Gold primed to soar in 2016, and here’s why
The light at the end of the tunnel continues to stay lit for gold. Prices for the precious metal posted the biggest one-day gain in more than 14 months on Monday, rising 3.5 percent--and briefly above $1,200 an ounce--to close at $1,197.90. As global financial markets continue to tumble the trend for gold could easily skyrocket in 2016.
“A strong risk-off sentiment is feeding into the gold market,” said James Steel, chief precious-metal analyst at HSBC Securities (USA) Inc.
According to The Wall Street Journal, "a fall in the dollar against other major currencies, sharp losses in equity markets across the board and a continuous slide in oil prices have contributed to investor jitters about the unsteady economic conditions and weakening corporate earnings, pushing investors to plow money into gold."
George Gero, a precious-metal strategist at RBC Capital Markets, said “it’s the fear of the unknowns” that is driving the demand for gold.
"The drive for gold today is purely tied to the risk type of trade," said Eli Tesfaye, senior market strategist for brokerage RJO Futures in Chicago. "People have to move their equities out of there, have to put (money) into safer assets."
The yellow metal, which has logged losses for three consecutive years, also has investors feeling bullish. Sushil Kedia, President of the Association of Technical Market Analysts (ATMA), believes gold prices will eventually double past $2,000 an ounce.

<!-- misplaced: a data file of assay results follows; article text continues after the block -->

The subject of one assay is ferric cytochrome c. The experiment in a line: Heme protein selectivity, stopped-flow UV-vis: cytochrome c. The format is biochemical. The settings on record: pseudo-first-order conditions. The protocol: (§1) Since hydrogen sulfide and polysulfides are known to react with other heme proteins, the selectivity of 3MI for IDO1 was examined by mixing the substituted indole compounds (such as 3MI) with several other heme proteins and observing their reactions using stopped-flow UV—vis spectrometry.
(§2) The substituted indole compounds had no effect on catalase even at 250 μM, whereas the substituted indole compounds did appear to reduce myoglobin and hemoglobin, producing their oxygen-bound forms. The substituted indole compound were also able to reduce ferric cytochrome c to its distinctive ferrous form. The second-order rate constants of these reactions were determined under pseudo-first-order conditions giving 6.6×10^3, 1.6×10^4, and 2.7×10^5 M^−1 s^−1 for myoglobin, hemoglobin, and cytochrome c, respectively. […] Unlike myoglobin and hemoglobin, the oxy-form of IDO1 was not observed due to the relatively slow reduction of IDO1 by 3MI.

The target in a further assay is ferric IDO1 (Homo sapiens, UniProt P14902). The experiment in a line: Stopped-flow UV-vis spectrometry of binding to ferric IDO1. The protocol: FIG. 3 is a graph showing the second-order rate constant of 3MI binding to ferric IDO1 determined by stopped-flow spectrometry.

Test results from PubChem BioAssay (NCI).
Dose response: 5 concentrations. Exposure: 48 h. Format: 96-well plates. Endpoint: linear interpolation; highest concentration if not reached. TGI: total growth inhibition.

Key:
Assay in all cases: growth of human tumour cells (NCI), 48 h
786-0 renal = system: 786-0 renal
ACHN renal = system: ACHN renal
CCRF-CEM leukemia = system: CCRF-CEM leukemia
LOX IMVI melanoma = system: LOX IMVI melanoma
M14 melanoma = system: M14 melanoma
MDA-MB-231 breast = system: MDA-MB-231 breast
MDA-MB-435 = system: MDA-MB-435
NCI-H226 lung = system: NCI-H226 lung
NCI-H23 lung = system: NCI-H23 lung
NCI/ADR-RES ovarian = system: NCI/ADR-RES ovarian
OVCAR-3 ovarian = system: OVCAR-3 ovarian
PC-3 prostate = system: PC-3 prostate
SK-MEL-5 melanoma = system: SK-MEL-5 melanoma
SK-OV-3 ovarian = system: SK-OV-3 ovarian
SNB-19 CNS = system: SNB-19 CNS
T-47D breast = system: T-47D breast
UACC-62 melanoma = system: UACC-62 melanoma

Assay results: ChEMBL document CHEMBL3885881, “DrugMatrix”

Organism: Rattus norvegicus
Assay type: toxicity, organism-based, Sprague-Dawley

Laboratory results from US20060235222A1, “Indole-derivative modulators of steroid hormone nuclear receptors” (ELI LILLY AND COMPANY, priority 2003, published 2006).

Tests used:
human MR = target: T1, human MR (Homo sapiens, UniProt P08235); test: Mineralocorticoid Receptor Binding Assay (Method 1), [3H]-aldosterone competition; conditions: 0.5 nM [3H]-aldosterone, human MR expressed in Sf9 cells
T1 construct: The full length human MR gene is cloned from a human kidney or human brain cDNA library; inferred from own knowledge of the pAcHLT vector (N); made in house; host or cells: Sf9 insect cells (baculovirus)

Other precious metals such as platinum, silver and palladium were also up. Prices for platinum rose 2.2 percent to $926.98, silver jumped 2.8 percent to $15.39 an ounce, and palladium reached $515.20 an ounce, up 2.9 percent.
Lynas revenue jumps 21% as rare earth prices jump
Australian miner Lynas Rare Earths posted a 20.6% rise in revenue in the March quarter as selling prices for the key metals it mines hit record highs amid strong demand, particularly for neodymium and praseodymium (NdPr).
NdPr is used in magnets for electric vehicles and windfarms, in consumer goods like smartphones, and in military equipment such as jet engines and missile guidance systems.
The company said it plans to maintain production at 75% however, as it seeks to continue to meet covid-19 safety protocols and grapples with shipping difficulties. Shares in Lynas fell 6.1% after the results.
“They have faced a few logistics issues, and it would be good to know when they are going to start lifting their utilisation rates a bit,” said portfolio manager Andy Forster of Argo Investments in Sydney.
“Pricing has been pretty strong although it may have peeled back a bit recently. I still think the medium, long-term outlook is pretty good for their suite of products.”
Lynas post ed revenue of A$110mn ($85.37mn) for the three months to the end of March, up from A$91.2mn a year earlier as prices soared.
It said its full product range garnered average selling prices of A$35.5/kg during the March quarter, up from $23.7 in the first half of the financial year. “While the persistence of the covid crisis, especially in Europe, calls for careful forecasts for our business ahead, we see the rare earth market recovering very quickly,” said Lynas, the world’s largest rare earths producer outside China.
Freight demand has spiked during the pandemic, while the blockage of the Suez Canal in March delayed a shipment to April.
Lynas’ output of 4,463 tonnes of rare earth oxide (REO) during the quarter was marginally lower than 4,465 tonnes from a year earlier.